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Yankees Sign Chris Carter
- Updated: February 7, 2017
Today the New York Yankees agreed to terms with free-agent slugger Chris Carter, pending a physical of course. The deal is for 1 year/$3 million, with a $500k signing bonus, and $100k incentives for 250, 300, 350, 400, and 450 plate appearances. Barring an injury to Greg Bird or Matt Holliday I don’t suspect Carter will reach 450 PA, but if he does the deal could end up being worth an even $4 million.
The most obvious selling point for Chris Carter is his power. He co-led the national league in home runs last season with 41. His .277 ISO led the NL and was tied for third in the majors, sitting only behind David Ortiz (.305) and Brian Dozier (.278). His .222 batting average is less than inspiring, but thanks to his career 11.6% walk rate his 2016 OBP of .321 was in the neighborhood of the likes of Addison Russel and Albert Pujols. Lastly, he hits the ball hard. How hard you ask? His average exit velocity on fly balls/line drives (minimum 200 balls in play) was tied for 4th highest in the majors in 2016. He stood behind only Nelson Cruz (99.2), Josh Donaldson (97.8), David Ortiz (97.3), and he was tied with Miguel Cabrera at 97.1 mph, pretty good company.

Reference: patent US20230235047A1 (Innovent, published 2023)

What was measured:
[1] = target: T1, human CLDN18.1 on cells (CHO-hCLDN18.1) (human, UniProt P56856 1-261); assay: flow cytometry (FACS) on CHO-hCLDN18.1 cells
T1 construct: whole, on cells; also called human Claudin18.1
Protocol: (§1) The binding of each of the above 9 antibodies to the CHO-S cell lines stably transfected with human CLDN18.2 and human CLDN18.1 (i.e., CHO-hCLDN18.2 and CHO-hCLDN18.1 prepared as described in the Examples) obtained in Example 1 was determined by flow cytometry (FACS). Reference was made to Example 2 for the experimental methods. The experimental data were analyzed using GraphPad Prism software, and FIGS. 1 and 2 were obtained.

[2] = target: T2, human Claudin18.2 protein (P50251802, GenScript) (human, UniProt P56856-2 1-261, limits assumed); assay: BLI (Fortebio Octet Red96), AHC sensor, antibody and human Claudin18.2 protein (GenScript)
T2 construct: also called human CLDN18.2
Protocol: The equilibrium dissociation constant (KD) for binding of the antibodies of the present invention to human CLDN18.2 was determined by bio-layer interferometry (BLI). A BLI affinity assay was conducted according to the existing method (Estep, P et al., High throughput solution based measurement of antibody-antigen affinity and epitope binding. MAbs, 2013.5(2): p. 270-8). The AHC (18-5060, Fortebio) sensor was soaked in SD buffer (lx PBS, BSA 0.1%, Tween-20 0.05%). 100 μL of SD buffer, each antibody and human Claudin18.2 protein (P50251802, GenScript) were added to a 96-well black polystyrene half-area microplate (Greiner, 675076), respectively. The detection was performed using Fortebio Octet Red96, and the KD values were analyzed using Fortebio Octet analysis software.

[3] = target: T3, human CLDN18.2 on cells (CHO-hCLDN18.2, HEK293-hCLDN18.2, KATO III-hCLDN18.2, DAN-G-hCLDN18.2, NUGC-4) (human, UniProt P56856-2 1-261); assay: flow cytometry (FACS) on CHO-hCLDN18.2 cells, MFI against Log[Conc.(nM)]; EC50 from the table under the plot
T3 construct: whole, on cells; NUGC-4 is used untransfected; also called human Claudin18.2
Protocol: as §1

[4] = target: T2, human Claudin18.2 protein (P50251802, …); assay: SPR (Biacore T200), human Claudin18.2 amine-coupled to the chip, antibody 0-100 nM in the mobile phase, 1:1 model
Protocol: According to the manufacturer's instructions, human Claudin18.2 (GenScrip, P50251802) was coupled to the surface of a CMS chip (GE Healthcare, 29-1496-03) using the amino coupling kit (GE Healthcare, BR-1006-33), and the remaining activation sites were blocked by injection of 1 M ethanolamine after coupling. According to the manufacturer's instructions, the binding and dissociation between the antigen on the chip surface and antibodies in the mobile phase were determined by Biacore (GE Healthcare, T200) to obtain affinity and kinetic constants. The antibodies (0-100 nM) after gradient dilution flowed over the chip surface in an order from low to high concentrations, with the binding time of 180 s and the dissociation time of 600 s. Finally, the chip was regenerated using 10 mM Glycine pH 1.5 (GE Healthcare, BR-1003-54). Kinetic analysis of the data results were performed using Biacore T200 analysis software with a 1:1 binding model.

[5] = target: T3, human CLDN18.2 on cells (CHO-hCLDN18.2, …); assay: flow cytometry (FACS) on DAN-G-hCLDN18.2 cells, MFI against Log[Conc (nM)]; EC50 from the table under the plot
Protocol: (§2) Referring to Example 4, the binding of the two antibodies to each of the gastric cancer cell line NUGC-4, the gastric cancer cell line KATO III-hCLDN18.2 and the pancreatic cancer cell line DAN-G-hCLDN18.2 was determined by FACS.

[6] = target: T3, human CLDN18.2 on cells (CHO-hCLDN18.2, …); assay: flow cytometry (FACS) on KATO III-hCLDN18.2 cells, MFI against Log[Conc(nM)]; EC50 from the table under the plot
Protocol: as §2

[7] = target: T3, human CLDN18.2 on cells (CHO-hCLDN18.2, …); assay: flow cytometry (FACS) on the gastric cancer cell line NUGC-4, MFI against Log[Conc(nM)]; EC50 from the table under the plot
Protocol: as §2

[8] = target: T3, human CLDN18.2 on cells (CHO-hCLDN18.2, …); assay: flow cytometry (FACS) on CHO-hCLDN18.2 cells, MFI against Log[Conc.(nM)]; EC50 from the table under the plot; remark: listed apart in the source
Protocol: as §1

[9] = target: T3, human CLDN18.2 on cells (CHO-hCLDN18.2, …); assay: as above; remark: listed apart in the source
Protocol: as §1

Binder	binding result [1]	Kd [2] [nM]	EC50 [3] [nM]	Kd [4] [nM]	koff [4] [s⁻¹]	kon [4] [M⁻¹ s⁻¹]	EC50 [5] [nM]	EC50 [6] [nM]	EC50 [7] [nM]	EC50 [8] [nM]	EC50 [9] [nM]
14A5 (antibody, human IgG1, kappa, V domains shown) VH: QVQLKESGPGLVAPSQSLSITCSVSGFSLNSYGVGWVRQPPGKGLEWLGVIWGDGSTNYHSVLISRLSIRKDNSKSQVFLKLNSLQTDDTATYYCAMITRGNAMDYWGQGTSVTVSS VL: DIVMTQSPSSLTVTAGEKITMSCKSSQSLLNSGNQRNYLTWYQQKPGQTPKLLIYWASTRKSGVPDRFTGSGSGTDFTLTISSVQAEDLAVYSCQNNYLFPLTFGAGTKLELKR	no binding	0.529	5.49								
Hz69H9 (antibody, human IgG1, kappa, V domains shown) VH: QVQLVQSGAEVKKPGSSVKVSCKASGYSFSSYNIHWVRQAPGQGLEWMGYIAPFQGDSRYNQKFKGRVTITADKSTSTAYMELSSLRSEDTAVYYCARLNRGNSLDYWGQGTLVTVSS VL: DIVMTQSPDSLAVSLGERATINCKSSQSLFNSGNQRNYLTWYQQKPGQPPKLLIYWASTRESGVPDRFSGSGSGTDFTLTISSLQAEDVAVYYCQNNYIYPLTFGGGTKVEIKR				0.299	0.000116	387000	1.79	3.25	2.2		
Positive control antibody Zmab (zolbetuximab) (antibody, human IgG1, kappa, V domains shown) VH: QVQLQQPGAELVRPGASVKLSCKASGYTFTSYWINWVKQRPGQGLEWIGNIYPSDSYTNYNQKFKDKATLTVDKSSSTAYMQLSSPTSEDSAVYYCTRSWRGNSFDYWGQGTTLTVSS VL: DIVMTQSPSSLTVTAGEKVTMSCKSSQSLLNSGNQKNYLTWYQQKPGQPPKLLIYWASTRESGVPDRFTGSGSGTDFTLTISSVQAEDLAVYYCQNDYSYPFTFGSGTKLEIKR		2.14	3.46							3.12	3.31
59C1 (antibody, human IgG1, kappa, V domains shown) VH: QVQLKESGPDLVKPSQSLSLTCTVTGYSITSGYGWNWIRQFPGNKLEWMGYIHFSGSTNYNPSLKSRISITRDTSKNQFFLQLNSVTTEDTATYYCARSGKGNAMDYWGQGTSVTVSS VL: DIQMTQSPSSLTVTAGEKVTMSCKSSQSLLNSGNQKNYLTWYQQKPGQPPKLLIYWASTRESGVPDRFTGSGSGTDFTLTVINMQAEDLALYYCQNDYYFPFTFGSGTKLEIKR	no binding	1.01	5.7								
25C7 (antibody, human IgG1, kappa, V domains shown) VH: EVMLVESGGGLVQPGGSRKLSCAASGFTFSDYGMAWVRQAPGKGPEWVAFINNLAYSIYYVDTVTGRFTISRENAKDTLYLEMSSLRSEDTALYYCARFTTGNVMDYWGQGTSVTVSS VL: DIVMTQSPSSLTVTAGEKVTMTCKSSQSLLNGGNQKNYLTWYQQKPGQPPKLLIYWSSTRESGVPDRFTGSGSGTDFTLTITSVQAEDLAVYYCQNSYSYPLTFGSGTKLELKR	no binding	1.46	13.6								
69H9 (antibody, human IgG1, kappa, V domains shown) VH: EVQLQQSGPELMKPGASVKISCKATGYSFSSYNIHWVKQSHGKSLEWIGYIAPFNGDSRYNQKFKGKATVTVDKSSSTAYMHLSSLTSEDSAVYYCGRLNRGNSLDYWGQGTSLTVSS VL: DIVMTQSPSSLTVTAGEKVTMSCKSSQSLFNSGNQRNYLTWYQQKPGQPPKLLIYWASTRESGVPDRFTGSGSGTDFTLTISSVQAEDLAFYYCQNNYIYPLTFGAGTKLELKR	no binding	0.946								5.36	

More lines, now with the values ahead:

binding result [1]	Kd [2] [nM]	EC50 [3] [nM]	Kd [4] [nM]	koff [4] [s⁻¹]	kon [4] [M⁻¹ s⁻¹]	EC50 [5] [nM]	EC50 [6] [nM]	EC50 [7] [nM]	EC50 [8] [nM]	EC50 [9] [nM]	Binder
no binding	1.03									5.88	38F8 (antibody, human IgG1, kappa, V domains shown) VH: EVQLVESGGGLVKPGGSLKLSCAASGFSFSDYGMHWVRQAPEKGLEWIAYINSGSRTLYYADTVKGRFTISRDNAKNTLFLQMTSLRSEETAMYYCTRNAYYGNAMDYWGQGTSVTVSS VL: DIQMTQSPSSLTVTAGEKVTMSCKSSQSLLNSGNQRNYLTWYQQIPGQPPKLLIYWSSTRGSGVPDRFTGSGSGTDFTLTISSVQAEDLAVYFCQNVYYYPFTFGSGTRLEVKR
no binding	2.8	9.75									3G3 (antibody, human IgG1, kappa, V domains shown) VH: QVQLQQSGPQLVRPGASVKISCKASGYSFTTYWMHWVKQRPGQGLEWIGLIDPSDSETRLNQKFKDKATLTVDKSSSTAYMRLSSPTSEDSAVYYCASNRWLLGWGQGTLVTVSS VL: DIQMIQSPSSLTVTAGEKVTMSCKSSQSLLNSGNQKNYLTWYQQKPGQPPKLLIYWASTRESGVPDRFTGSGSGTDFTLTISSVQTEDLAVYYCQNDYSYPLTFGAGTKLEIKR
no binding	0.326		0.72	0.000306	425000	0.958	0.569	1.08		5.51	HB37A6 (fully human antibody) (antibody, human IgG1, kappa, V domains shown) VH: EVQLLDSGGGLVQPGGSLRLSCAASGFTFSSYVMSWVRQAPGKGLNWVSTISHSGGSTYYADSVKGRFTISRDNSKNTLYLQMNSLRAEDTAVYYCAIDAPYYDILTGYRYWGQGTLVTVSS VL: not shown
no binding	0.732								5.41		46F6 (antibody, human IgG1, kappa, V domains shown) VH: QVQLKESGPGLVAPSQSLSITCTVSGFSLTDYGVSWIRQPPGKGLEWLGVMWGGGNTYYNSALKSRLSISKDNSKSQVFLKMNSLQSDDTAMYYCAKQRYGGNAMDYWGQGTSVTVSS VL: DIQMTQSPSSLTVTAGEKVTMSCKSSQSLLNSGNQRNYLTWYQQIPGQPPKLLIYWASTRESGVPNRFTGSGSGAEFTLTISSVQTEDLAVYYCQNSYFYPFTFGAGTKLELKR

So we know he can hit the ball hard, the catch is he doesn’t hit the ball that often. His 32.0% strikeout rate and 64.6% contact rate are pretty glaring red flags. He offers almost nothing on defense and on the bases. He has accumulated -9.8 baserunning wins in his career. In 3,402.2 career innings at first base he has -19 defensive runs saved. Luckily for the Yankees, they play in the American League and can utilize the designated hitter.
I wholeheartedly expect Matt Holliday to get a majority of the DH at bats in 2017, but Carter will likely prove to be a great insurance policy for Holliday if he were to get injured or should he need to shift into the outfield because of an injury. He could also be used as a platoon partner for Greg Bird at first base, starting vs LHP; Bird is by no means a liability against lefties but Carter provides a much greater power threat (.537 SLG% vs LHP vs Bird’s .405).
It seems strange to have someone who hit 41 home runs one season ago not sign until February, turns out teams value defense and baserunning. I think if the Yankees play to Carter’s strengths by putting him in the lineup vs. lefties and keeping him out of the field as much as possible this could prove to be one of the more underrated signings of the off-season.
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